Those were my exact words I said while face to face with the Mavic Tech representative at the last Seattle Bike Expo. I could tell by the scowl on his face that the conversation was about to come off the rails, but I wasn’t trying to be antagonistic. I was merely stating the truth, which is that Mavic as a company doesn’t cater to anyone other than the racer or wannabe. Long gone are the days when Mavic shared in the French cyclotouriste tradition of sturdy yet light touring product. Sure the A719 is a great touring rim, double-eyelet with durable, long-wearing sidewalls, but they’ve got nothing between a 565gr rim like that and the 435gr Open Pro. The cycling market could do with a modern MA40 rim. But Mavic has already become convinced that the real money is selling complete wheel “systems” and accessories. Still, though they practically invented the market for wheel systems, Mavic has a penchant for ignoring the direction of the cycling market.
The exact sticking point I had is that while much revered Ksyrium series of wheels had been a great seller for my company, I really wished that Mavic would either sell a separate, conventional hub (like a 32H or 36H) or a wheel system that I could sell to sport-tourers or clydesdale-category cyclists. I said that if such a wheelset existed from Mavic, I could easily sell it at the $1000 price point. His response was, “Why don’t you just sell them Ksyrium SLs?”
Really, mate? Listen, I admit that Ksyrium SL wheelsets, with their “Zircalloy” aluminium spokes, don’t fail at nearly the rate that they did in the early generations, but nobody trusts 18-20 alloy spokes as much as 32-36 stainless steel spokes per wheel when long distance touring. In many environments, the alloy nipples will seize to the alloy spoke and rims within a couple seasons. The Ksyrium rims are too narrow to ideally mount tires bigger than 28-32mm. I also said that the discontinuation of ceramic coated rims in the Open Pro class and touring rim class wasn’t going to be filled by wheel systems using Exalith surface treatment…if those wheel systems cost $2000 or more. Mavic wants you to believe that their Ksyrium “multi-purpose” wheel systems can be all things to all riders, and that is just not so. I could see it was a lost cause to jam any feedback up the command chain, but for the 2013 model year Mavic attempts to force product managers and consumers to eat an even less palatable marketing ploy: tyres.
That’s right. All Mavic road wheel systems are sold with tyres now. Last year Mavic rolled out their new line of tyres, clincher and tubular. They all have absurd names like Yksion and Aksion, and they are manufactured in Asia (as are most tyres, admittedly). I have ridden the Yksion GripLink (front) and Yksion PowerLink (rear), and I have to say that they were decent tyres. They rolled fast, gripped ok in the turns, but they seemed to be vulnerable to cuts, perhaps even more so than the reputably fragile Michelin Pro 3. Mavic claimed to have spent 3-4yrs developing the tyre line when they introduced it, and that seemed plausible to me. Many companies work with a 3 yr product cycle; so what? But one year after intro they replaced the Yksion tyres with Yksion Pro versions. They spend years developing a product and then replace it after one year? That doesn’t sound like they had a lot of confidence in it. And how are the new Yksion Pro tyres? Well, they’re supposed to be lighter, but that may be because the 23mm version actually measures just 21mm. And if anything they seem to be even more fragile. So they’re throw away tyres, why should you care? Because along with the tyres, now in 2013 the price of Ksyrium Elite wheels jumps from $680 to $800. Sure, some of that might be the inexorable upward march of retail prices, but a good chunk is supposed to be those shitty tyres.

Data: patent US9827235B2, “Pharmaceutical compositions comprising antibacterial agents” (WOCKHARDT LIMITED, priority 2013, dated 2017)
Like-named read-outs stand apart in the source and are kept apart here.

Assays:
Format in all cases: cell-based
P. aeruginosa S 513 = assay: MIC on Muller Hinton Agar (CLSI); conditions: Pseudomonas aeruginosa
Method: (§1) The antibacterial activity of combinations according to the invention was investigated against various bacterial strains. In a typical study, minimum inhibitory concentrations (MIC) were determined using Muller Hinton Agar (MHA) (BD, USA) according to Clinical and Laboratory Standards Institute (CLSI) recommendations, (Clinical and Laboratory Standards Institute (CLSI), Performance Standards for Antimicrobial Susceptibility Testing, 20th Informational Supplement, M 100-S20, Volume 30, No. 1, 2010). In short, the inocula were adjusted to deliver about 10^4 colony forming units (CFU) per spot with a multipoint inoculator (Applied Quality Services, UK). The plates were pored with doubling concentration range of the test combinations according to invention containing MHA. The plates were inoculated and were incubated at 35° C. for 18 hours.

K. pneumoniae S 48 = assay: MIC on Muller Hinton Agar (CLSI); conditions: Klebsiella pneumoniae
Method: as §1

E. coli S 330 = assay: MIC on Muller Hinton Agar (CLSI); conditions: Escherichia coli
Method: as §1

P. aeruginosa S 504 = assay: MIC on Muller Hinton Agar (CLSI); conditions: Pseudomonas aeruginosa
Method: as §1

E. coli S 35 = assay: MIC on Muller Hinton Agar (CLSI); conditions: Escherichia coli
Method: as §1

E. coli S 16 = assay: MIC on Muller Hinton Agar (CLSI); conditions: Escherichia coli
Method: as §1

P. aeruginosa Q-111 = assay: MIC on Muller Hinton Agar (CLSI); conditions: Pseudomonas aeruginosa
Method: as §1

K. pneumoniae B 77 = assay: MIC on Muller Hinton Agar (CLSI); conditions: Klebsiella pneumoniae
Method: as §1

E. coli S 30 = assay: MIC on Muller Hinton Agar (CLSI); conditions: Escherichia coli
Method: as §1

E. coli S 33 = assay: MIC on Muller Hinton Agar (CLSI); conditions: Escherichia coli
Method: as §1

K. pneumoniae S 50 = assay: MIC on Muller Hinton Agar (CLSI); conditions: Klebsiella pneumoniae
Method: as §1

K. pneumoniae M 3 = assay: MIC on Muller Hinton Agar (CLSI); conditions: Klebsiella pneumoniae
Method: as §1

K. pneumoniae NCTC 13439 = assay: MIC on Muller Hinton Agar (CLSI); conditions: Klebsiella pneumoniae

So now not only does one wheel type suit every rider, but one tyre does the same? That’s bullshit. I don’t care if the entry level Aksium wheelset comes with shite tyres; those wheels are really just meant for the OEM market anyways. But not for wheels at the Ksyrium Elite and SL level or above.
Recently, the market for performance rims has begun moving away from the 25 year old trend of skinny rims (~19-20mm) and moving back to 22-23mm as a clincher rim standard. Hed, Zipp, and other rim brands have demonstrated that the wider rims better support the tyre carcass, prevent the sidewalls from squishing during cornering. Further, the wider rim expands the effective width of the tyre, giving more volume for a better ride and lower rolling resistance (wider tyres in general having been comprehensively tested as having lower resistance than skinny). Mavic has nothing to offer like this.
In the realm of aero rims/wheel systems, wide toroid shape rims have taken over for a different reason. Current aero design theory acknowledges sidewinds play a much greater role than originally acknowledged. The toroid shape scores better at greater yaw angles than the traditional teardrop shapes. Mavic has only just gotten onto revamping their aero wheel systems with the new Cosmic Carbone 80. Here I will admit that Mavic’s claim of integrating the tyre into the wheel system seems plausible because an 80mm deep aero wheel is decidedly single purpose. A tyre that blends into the rim should decrease aerodynamic drag, to perhaps some small extent. But in every other situation, Mavic’s claim of tyre integration is just marketing hokum that they plan on ramming down your throat.